When you’re figuring out who you are, outside voices are not always helpful. In these books, teens tell their own stories. Featuring:
The Queen of Junk Island Alexandra Mae Jones
Still reeling from a recent trauma, sixteen-year-old Dell is relieved when her mom suggests a stay at the family cabin. But the much-needed escape quickly turns into a disaster. The lake and woods are awash in trash left by a previous tenant. And worse, Dell’s mom has invited her boyfriend’s daughter to stay with them. Confident, irreverent Ivy presses all of Dell’s buttons–somehow making Dell’s shame and self-consciousness feel even more acute. Yet Dell is drawn to Ivy in a way she doesn’t fully understand. As Dell uncovers secrets in the wreckage of her family’s past–secrets hinted at through troubling dreams and strange apparitions–Ivy leads her toward thrilling, if confusing, revelations about her sexuality and identity.
Set during a humid summer in the mid-2000s, The Queen of Junk Island simmers with the intensity of a teenage girl navigating the suffocating expectations of everyone around her.
The Story of My Life Ongoing by CS Cobb Candas Jane Dorsey
It’s not easy “choosing not to choose,” especially for a non-binary teen in 2007.
Corey was born intersex, but their father and stepmother didn’t make a big deal about it. Then Corey’s dad dies suddenly. Now Corey’s disapproving mother wants Corey to “pick a side”. Corey’s old enough to say no to medical intervention—but not old enough to avoid being held in a youth psych ward when their mom makes an issue of Corey’s refusal to conform to the gender binary.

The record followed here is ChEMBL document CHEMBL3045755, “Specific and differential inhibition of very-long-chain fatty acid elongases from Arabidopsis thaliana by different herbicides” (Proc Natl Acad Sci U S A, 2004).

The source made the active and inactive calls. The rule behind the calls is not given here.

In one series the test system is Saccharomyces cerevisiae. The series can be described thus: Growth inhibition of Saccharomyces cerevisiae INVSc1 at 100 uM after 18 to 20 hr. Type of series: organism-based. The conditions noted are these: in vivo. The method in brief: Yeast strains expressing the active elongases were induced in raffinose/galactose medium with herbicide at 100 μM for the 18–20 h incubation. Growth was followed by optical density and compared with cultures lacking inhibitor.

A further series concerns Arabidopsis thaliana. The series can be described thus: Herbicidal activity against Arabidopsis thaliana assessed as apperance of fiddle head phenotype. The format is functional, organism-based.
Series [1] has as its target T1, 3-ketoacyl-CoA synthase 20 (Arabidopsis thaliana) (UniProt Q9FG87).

In the psych ward, Corey makes friends with Kim, a teen girl diagnosed as anorexic—or is she? As they work to unravel their pasts, they discover that Kim’s situation is even more dangerous than either of them had ever imagined.
The Full Catastrophe Méira Cook
Charlie Minkoff, a thirteen-year-old boy born with intersex traits, would be happy to be left alone. Living with his artist mother in a derelict loft in downtown Winnipeg, perpetually wondering about the father who abandoned him, and tormented in school because of his differences, Charlie navigates the assorted catastrophes of his life. He’s helped along by the love of his beloved grandfather, Oscar, and the makeshift family who surround him: his mother’s best friend; a couple of elderly shut-in neighbours; a mysterious girl in his class who has secrets of her own; and his desperately needy and perpetually hungry dog, Gellman.
When a school project leads him to discover that Oscar never had a bar mitzvah, Charlie decides to right the historical wrong and arrange a belated ceremony. But this quest will be more than he bargained for, and meanwhile everyone from his doctor to his Ancestry Studies teacher keeps insisting that Charlie needs to learn to tell his own story.